The Conjure Woman - Charles W. Chesnutt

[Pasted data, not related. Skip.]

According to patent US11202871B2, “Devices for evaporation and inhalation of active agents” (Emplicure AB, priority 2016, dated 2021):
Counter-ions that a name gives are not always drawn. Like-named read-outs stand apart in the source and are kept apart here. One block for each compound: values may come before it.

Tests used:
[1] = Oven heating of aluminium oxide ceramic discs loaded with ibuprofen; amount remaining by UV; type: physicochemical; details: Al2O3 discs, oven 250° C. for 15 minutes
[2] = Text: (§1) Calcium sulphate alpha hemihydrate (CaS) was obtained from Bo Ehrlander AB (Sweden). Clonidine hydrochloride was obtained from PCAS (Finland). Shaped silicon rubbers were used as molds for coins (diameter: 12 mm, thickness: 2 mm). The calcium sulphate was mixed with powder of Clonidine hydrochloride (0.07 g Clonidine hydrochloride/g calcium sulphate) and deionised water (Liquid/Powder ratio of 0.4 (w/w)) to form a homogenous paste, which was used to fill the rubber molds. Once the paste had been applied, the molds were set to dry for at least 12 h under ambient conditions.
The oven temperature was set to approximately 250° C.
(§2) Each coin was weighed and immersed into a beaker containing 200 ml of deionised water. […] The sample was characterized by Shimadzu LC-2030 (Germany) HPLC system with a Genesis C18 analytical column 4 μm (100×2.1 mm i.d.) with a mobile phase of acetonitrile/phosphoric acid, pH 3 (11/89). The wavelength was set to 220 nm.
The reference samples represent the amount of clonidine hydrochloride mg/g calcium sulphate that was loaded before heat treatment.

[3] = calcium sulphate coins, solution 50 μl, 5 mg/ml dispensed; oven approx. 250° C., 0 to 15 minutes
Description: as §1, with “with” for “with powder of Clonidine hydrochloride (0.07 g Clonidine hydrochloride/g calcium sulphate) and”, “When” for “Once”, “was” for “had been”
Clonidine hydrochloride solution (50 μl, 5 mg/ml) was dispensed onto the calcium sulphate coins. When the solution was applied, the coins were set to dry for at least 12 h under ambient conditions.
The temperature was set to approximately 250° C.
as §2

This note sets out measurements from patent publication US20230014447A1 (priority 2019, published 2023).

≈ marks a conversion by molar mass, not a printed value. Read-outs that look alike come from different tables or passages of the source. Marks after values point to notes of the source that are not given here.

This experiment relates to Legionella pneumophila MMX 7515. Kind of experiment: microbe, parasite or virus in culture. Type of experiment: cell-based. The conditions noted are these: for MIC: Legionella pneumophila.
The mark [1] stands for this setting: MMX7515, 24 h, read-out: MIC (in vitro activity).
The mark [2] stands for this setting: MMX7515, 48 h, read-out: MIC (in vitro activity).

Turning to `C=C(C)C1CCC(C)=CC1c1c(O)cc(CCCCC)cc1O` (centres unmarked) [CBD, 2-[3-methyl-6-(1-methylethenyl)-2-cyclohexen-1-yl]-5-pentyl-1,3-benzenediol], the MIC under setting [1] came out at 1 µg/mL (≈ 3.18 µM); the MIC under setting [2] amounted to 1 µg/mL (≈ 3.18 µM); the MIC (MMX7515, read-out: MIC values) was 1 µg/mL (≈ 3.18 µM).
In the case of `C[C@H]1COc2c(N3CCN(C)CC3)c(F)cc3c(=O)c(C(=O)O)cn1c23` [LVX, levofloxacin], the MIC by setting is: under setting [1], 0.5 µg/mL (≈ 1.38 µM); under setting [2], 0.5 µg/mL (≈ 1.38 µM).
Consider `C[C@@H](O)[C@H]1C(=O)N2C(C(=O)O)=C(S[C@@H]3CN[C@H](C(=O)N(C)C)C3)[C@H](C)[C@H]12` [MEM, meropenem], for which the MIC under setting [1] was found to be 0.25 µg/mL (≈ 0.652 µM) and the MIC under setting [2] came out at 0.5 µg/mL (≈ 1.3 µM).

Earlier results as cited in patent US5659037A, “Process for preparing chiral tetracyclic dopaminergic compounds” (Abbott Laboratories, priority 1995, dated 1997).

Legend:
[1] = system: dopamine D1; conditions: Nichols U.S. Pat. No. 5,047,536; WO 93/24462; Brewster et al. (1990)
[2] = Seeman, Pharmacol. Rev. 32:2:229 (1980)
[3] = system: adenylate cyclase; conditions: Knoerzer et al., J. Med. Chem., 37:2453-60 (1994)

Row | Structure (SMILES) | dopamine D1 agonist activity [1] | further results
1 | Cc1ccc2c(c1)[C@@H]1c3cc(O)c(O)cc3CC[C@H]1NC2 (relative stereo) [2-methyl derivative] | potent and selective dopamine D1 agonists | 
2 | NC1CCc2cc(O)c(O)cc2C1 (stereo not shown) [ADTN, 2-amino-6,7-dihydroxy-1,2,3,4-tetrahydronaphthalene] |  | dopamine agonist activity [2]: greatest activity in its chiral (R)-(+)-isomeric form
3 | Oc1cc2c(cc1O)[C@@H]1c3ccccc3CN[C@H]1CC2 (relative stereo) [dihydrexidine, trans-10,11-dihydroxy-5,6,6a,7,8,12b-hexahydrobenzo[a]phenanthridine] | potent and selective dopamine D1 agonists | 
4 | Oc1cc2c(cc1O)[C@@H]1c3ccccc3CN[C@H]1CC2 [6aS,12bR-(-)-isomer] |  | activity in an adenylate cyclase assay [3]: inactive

What an amazing surprise! Kept me puzzling over the layers of ambiguity found in these tales, apparently comic dialect stories framed in the condescending voice of a white narrator (apparently the white readers of the original didn't always notice how Chesnutt was satirizing this narrator, and nodded right along with him); Uncle Julius, in the stories, has a variety of purposes for his storytelling: the one the narrator notices is a self-interested one (but he is maybe not always right about the self-interested motive he attributes); then there is the appeal to the sympathies of the narrator's wife; then there are subcurrents of connection to the land and the community-building role of magical beliefs and so on... The stories seem to be subversive on so many levels, although Chesnutt's own commentaries on writing them denies much of this subversiveness.